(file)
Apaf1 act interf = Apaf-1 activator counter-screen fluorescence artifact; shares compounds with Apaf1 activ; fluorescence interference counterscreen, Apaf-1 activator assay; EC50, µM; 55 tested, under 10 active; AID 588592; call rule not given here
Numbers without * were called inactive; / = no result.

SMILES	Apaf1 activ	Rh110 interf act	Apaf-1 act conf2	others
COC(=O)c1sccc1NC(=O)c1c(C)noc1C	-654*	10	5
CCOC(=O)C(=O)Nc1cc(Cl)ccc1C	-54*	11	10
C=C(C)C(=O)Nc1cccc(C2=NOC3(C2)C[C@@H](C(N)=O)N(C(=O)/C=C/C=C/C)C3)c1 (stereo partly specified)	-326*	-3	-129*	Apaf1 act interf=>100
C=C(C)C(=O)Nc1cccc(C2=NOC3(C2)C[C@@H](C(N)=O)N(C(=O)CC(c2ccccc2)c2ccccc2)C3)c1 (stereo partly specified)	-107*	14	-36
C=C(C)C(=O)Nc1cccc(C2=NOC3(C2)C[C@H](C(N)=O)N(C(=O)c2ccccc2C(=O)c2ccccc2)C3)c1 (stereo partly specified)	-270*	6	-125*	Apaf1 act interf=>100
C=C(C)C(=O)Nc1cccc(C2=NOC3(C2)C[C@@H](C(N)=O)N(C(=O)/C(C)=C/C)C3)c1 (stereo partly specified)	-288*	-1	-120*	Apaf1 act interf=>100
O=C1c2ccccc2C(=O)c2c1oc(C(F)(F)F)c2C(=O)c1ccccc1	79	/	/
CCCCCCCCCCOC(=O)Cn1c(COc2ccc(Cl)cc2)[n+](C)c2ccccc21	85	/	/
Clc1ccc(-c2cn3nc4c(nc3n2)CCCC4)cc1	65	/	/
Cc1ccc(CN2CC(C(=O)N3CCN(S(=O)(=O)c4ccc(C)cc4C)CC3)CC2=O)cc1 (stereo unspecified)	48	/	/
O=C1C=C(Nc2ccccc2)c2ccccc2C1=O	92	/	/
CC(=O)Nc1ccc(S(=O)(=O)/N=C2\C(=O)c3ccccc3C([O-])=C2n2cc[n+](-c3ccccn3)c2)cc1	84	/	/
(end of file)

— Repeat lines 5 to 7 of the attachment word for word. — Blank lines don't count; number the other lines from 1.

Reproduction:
CCOC(=O)C(=O)Nc1cc(Cl)ccc1C	-54*	11	10
C=C(C)C(=O)Nc1cccc(C2=NOC3(C2)C[C@@H](C(N)=O)N(C(=O)/C=C/C=C/C)C3)c1 (stereo partly specified)	-326*	-3	-129*	Apaf1 act interf=>100
C=C(C)C(=O)Nc1cccc(C2=NOC3(C2)C[C@@H](C(N)=O)N(C(=O)CC(c2ccccc2)c2ccccc2)C3)c1 (stereo partly specified)	-107*	14	-36